LCSAR is the group to find the lost, rescue the stranded and injured, recover the deceased, and educate the public on wilderness and mountain safety. When you’re stuck on a mountain peak, they’re the ones who save you. When you’re lost in the forest, they’re the ones to find you. Their motto is, “We take pride on being there when it counts so that others may live.” The last day to express interest in joining the team in 2016 is December 31, 2014. After that, there’s a year-long new member training that starts in the spring of 2015. Considering volunteering efforts are for a very specialized group of people, please consider donations. They rely heavily on them.
Lory State Park is a great place for mountain biking, hiking, picnicking and horseback riding amid some fabulous foothills scenery just minutes from Fort Collins and adjacent to Horsetooth Reservoir. Lory State Park’s 26 miles of trails and backcountry camping for visitors looking for a quiet getaway close to suburban Fort Collins requires maintenance help from volunteers. There’s a need for some equestrian help, weed yanking, office support, and more.
The mission of Poudre Wilderness Volunteers is to assist the Canyon Lakes Ranger District of the US Forest Service in managing and protecting the wilderness and backcountry areas due to years of budget cuts to the forest service that has drastically reduced the number of park rangers patrolling the area. Poudre Wilderness Volunteers recruits, trains, equips, and fields citizen volunteers to serve as wilderness rangers and hosts for the purpose of educating the public, and provides other appropriate support to these wild areas, like trail restoration, especially from the 2013 floods.
Poudre Canyon Group volunteers work on a wide variety of issues that are important to the people and environment of Northern Colorado. The Conservation Committee is the umbrella committee for most conservation issues. In some cases, subcommittees have been formed to address specific issues and campaigns, such as fracking, zero waste, and transportation. They have a long list of volunteering needs as well that range from website and newsletter management to getting behind the politics of conservation (and more).
Trout Unlimited’s mission is to conserve, protect and restore North America’s trout and salmon fisheries and their watersheds. Rocky Mountain Flycasters is the local chapter of the national (Trout Unlimited) and state organization (Colorado Trout Unlimited) sharing the same purpose and goals. Rocky Mountain Flycasters has committed to work with the City of Fort Collins in helping to maintain trails overlooking the Poudre River at the Gateway Natural Area, as well as organizing a youth outreach program to help kids learn about fly fishing, water conservation, and river ecosystems.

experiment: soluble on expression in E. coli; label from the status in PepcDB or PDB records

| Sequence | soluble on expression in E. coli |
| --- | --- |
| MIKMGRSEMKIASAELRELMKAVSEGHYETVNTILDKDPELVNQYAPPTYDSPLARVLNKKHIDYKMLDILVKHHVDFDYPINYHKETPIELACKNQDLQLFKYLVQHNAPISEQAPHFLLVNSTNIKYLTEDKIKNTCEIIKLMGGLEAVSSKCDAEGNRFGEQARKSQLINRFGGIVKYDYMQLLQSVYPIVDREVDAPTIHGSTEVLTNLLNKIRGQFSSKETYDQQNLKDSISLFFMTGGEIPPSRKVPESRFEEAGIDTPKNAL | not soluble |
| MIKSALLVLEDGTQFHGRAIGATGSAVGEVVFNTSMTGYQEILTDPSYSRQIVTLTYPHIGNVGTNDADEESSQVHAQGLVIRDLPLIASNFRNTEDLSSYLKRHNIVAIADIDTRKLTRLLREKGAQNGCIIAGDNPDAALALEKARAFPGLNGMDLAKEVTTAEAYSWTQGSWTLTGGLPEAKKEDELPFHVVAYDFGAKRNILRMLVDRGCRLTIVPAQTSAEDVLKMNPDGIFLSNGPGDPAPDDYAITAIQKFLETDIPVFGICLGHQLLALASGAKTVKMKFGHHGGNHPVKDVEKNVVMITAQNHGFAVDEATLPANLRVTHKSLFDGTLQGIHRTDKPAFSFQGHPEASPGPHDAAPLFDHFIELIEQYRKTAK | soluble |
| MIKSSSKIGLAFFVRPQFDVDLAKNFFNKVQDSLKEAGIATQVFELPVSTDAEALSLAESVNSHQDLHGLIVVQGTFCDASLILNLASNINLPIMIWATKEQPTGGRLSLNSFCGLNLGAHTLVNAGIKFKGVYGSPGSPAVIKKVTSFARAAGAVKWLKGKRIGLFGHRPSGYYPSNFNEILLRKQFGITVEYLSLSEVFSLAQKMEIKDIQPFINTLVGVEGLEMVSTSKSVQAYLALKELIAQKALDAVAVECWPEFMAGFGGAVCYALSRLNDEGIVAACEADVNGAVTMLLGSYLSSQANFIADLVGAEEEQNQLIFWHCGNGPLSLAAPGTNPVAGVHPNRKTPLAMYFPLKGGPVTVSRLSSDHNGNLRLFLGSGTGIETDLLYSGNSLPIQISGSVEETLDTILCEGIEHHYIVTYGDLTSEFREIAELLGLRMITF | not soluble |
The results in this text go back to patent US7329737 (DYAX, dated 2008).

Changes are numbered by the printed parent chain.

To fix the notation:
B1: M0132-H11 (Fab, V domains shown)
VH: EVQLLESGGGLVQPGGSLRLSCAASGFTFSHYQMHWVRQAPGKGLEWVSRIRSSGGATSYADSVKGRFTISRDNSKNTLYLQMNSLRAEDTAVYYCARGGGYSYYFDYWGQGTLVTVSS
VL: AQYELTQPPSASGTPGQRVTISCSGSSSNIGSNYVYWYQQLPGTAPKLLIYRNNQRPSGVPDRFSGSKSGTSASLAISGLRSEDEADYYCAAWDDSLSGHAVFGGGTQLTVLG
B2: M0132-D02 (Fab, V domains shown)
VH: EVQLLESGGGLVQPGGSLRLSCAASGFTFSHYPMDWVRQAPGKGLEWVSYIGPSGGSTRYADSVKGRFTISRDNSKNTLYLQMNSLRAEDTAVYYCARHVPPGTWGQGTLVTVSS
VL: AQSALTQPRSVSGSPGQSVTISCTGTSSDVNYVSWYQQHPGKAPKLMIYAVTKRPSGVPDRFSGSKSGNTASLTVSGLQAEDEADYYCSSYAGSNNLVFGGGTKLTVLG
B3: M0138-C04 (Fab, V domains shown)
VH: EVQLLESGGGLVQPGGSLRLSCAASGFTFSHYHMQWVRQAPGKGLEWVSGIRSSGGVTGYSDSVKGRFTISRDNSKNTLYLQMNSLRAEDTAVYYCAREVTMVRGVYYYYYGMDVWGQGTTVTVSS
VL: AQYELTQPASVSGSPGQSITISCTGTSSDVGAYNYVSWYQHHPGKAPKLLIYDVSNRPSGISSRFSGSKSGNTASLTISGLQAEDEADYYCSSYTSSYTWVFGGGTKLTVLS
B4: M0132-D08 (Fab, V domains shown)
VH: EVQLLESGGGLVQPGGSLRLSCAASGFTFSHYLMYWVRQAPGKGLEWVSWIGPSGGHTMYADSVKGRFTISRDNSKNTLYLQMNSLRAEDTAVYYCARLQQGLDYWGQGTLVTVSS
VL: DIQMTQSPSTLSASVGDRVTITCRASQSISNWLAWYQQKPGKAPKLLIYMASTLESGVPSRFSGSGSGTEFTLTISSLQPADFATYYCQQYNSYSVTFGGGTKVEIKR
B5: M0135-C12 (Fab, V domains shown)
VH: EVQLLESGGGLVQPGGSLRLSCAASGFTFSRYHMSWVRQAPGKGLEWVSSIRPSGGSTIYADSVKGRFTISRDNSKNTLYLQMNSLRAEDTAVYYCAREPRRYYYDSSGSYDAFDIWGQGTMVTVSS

WRV engages thousands of volunteers in over sixty land stewardship projects each year, completing a wide variety of high priority habitat restoration and conservation work throughout Colorado and southern Wyoming. Projects can be a single day, but some last a weekend or longer with camping in spectacular mountain settings. Attendance averages 60 volunteers, but ranges from 10 to over 100. Tasty meals are usually provided, and no experience is necessary. Check out their volunteering page for a list of opportunities to help!
I didn’t go anywhere this weekend. After the adventures of the previous weekend, I decided I’d stick around at home. The subfreezing temperatures of the week didn’t persuade me to leave the comforts of my pajamas, either.
Prior to writing Fresh Air Fort Collins you’d never see me out in the snow. I swear to god I’m half lizard because I am constantly cold, and when I’m cold, I’m miserable. All throughout my hiking seasons, the beginning of winter would bring a deep disappointment along with the first cold front. It signaled the end of my mountain escapes until the snow melted in April (ish). I could count on a significant case of the winter blues starting when I tucked my hiking boots into the back of the shoe closet.
But this year is different. Fresh Air is creating a “no excuses” mentality for this winter, and considering how many layers I was taking off while hiking in knee-deep snow on the hunt, I’m going to plenty warm enough. Hiking in the snow was magical. There is a silent serenity unlike any other time I’ve been on the trial.
So, this is the first year I’m not calling the hiking season over and continuing all year long. I’m really looking forward to it, too.
Did you brave the first cold week in the Colorado outdoors? Where did you go? What did you do?
It’s called hunting, not catching.